MAMAKATING — “It’s a no brainer,” Daphne Hodgson told the Democrat after Real Term Energy’s presentation about LED streetlights. During the town board meeting on July …
MAMAKATING — “It’s a no brainer,” Daphne Hodgson told the Democrat after Real Term Energy’s presentation about LED streetlights. During the town board meeting on July 19, Steve Harriman, Senior Director of Business Development for Real Term Energy, gave a presentation to show the town board the logistics of switching all their streetlamps to LED.
Real Term Energy is currently doing a lot of work in Orange and Rockland counties, Harriman said, and they have installed and maintained streetlamps for over 300 municipalities to date. Streetlamps are one of the biggest expenses for lighting for municipalities, so changing over to LED will lead to substantial savings, Harriman explained.
Harriman explained that Real Term Energy will be with Mamakating for the entire process.
“We do it all,” he said.
The company can finance, has software for installation and maintenance of the lamps, and they supervise every installation with a third party auditing the process to ensure proper installation.
Real Term Energy has completed 55,000 smart remote LED lights across the country and over 350,000 streetlights overall in 13 states and Canada. Currently, the company has installed 1,400 lights in Newark, New Jersey, and is doing work in Monroe, Warwick, Suffern, and others, and they can provide references, Harriman said.
To start, Mamakating would have to buy the LED lamps from Orange & Rockland (O&R) Utilities. They have the option to upgrade with O&R, but Harriman explained, the town will miss out on the maintenance savings associated with using Real Term Energy.
Harriman stated the project will cost approximately $81,000 to buy and convert all the lamps. The savings will start with the energy savings as the current lamps use up to 488 watts of energy, and LED lights will drop usage down to 135 watts. Most of the fixtures, Harriman explained, use 211 watts, and the LED lights will drop them down to 60 watts.
Harriman estimated a 72 percent savings in energy usage.
The process from starting to finishing the installation would be approximately nine months.
The town will also save in maintenance as the town will not have to change out bulbs, and lamps have a 20-year service life. There are 141 current streetlamps that use 93,000 kilowatt hours at $26,000 a year.
LED lights have a failure rate of 1 percent, he also stated. After the upgrade, the cost will be $7,200 a year leading to $19,000 a year saved. Harriman estimates that the lights will pay for themselves in just over four years.
Harriman also noted that the board has the option to pay for the lights outright using existing cash, or they can finance it. The board can see different interest rates and utilize different plans to fit their needs, but every plan will end up with the board being cash flow positive.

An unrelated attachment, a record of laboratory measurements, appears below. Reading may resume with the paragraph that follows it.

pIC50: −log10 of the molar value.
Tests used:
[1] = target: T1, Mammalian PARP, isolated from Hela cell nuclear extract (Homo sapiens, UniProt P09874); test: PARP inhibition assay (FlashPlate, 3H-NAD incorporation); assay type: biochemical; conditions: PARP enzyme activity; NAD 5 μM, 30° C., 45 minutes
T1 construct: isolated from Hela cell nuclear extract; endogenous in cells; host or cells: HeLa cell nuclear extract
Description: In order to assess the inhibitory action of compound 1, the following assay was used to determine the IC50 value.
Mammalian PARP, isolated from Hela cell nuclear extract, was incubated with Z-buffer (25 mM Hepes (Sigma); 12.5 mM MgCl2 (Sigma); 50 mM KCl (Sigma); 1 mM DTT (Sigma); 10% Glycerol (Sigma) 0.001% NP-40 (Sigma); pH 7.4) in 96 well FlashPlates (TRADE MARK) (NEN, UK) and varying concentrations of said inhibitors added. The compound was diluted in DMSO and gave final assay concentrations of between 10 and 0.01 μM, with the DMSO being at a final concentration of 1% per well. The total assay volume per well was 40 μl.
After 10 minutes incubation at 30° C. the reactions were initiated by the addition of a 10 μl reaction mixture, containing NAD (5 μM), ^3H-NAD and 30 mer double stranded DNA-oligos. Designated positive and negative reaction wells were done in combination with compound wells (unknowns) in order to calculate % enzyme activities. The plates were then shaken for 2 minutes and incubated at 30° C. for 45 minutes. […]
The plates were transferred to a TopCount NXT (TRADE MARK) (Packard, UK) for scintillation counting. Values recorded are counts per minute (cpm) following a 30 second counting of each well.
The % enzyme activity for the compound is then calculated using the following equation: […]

Harriman mentioned the rising energy costs and inflation during his presentation. He said that the unpredictability of costs make this a “tough time,” and “most municipalities want to get a better handle on costs.”
Councilman Peter Goodman asked what the smart controls were. Harriman explained that if a streetlight was too bright in front of someone’s house, and they complained, the board could quickly dim the light using a laptop.
For Mamakating, however, since smart controls operate on LTE networks, and cell service is a challenge in this area, the smart controls may not be a good option.
Deputy Supervisor John Rufer asked about the 1 percent failure rate of the LED lights.
For Mamakating, that would equate to about three streetlights, and Rufer asked what that cost would be to the town. Harriman explained that the fixtures are guaranteed for 10 years, so the fixture would be replaced.
The town would still, however, need to pay for a contractor to change out the head. Real Term Energy can do all the maintenance for the town at $100 a month, and they put 20 percent on any electrical contractors, “so it is affordable,” Harriman stated.
Chris Leser told the board that they should consult the O&R representative for this process, as they can be a great help. Leser also asked if the lighting districts in Summitville and Phillipsport will be included, and the board responded yes.
Jackie Broder asked on Zoom what the energy source for the lighting system will be and how much of it is renewable energy. Town Supervisor Mike Robbins stated that the town’s energy source would still be O&R, and they would have to ask them where the energy itself would come from.
Cathy Dawkins asked if the savings for the lights and the cost of the maintenance would be passed through to the residents of the lighting districts, and Robbins stated yes; however, the LTE service for the smart controls would still need some work in those districts.
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